Blueberries raspberries and cherriesAntioxidants are a popular topic this summer for consumers and my clients. For Summer Antioxidants I’m sharing with you the related health benefits of purplish/black (blueberries, plums and Saskatoon berries) and red fruits (cherries, tomatoes and raspberries). Who doesn’t love eating fresh fruit in the summer? Two of my favourite summertime foods are blueberries and vine ripened tomatoes. They are featured in this Grow with Nutrition post and they will be in season soon in my local community!

Tomatoes and PlumsWhat are Antioxidants?

Antioxidants include a number of enzymes, vitamins and other components such as vitamin C, vitamin E, carotenoids (beta carotene, lycopene and lutein) and polyphenols (catechins and flavonoids). They act as “free radical scavengers” and combat oxidative stress by preventing and repairing damage done by free radicals.

When our body cells use oxygen, they naturally produce “free radicals” (by-products) which can cause damage.  Excess oxidative damage is a contributor to health problems including inflammation, heart disease, macular degeneration, cognitive diseases, diabetes and cancer.  We can get antioxidants from eating a variety of foods including grains, vegetables and fruits. My recent Barley Balance Blog features the antioxidant-rich ancient grain. Now, let’s take a look at my fave summertime purplish/black and red fruits.

 

Purplish/Black and Red Fruits – Antioxidant Health Benefits

Antioxidant Chart


Antioxidant-rich Blueberries reduce Inflammation

Research has shown daily blueberry consumption provides protection from oxidative stress. One study concluded by adding 75 grams of blueberries to a low-fat breakfast, within 3 hours of the meal, it significantly increased antioxidant capacity for healthy, young adults (18 to 27 years of age) (5). Another study, examined the ability of blueberries to counter post-exercise inflammation, oxidative stress and immune changes. Individuals in the study ate 250 grams of blueberries every day for 6 weeks, and 375 grams of blueberries one hour prior to strenuous exercise (2.5 hours of running). The consumption of blueberries prior to exercise showed a significant reduction in oxidative stress and an increase in anti-inflammatory cytokines (promoters of immune health) (6).

Antioxidant-rich Tomatoes may protect against Cancer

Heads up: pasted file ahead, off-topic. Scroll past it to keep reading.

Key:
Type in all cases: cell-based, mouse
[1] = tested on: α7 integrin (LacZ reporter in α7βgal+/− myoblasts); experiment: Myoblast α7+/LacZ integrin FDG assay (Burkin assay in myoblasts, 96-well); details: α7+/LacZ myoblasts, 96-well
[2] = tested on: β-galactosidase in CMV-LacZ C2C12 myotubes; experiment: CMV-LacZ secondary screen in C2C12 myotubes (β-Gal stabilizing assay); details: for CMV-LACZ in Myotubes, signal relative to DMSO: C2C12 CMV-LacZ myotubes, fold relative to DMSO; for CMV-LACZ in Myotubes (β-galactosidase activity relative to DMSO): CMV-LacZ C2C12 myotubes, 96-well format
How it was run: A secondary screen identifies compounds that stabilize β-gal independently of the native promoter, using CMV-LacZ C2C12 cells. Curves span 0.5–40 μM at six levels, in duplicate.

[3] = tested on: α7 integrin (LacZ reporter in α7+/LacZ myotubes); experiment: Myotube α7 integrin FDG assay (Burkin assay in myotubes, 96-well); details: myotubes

The combination of phytochemicals found in tomatoes provides a wide range of health benefits when consumed daily over several months. This includes the inhibition of some types of cancer cells (i.e., breast, stomach, colon, liver), protection against inflammatory diseases, and reducing the progression of atherosclerosis (7). For men, lycopene (the antioxidant that give tomatoes their red colour) may protect against prostate cancer by reducing both lipid oxidation and cancer cell growth (8).

Savory-Blueberry-PizzaRecipes

Check out funny lady Mairlyn Smith’s recipe for Blueberry and Tomato Summer Salad. Mairlyn recommends that early to mid August is the best time seasonally to make this one in Canada! Now for recipe #2! I came across this recipe a few days ago and thought – wow blueberries (I’ve had pears) are a unique topping for pizza. Here it is – Savory Blueberry Pizza from blueberrycouncil.org. Let me known if you make it!

 

References:

  1. Skibsted LH. Carotenoids in antioxidant networks: Colorants or radical scavengers. J Agric Food Chem. 2012;60:2409-2417.
  2. Moze Bornsek S, Ziberna L, Polak T, Vanzo A, Poklar Ulrih N, Abram V, et al. Bilberry and blueberry anthocyanins act as powerful intracellular antioxidants in mammalian cells. Food Chem. 2012;134:1878-1884.
  3. Park MH, Min DS. Quercetin-induced down regulation of phospholipase D1 inhibits proliferation and invasion in U87 glioma cells. Biochem Biophys Res Cummun. 2011;412:710-715.
  4. Alleva R, Di Donato F, Strafella E, Staffolani S, Nocchi L, Borghi B, et al. Effect of ascorbic acid-rich diet on in vivo-induced oxidative stress. Br J Nutr. 2012;107:1645-1654.
  5. Blacker BC, Snyder SM, Egget DL, Parker TL. Consumption of blueberries with a high-carbohydrate, low-fat breakfast decreases postprandial serum markers of oxidation. Br J Nutr. 2013:109:1670-1677.
  6. McAnulty LS, Nieman DC, Dumke CL, Shooter LA, Henson DA, Utter AC, et al. Effect of blueberry ingestion on natural killer cell counts, oxidative stress and inflammation prior to and after 2.5 h of running. Appl Physiol Nutr Metab. 2011;36:976-984.
  7. Friedman M. Anticarcinogenic, cardioprotective, and other health benefits of pure tomato compounds lycopene, α-tomatine, and tomatidine in pure form and in fresh and processed tomatoes. J Agric Food Chem. 2013;61:9534-9550.
  8. Lee LK, Foo KY. An appraisal of the therapeutic value of lycopene for the chemoprevention of cancer: A nutrigenomic approach. Food Res Int. 2013;54:1217-1228.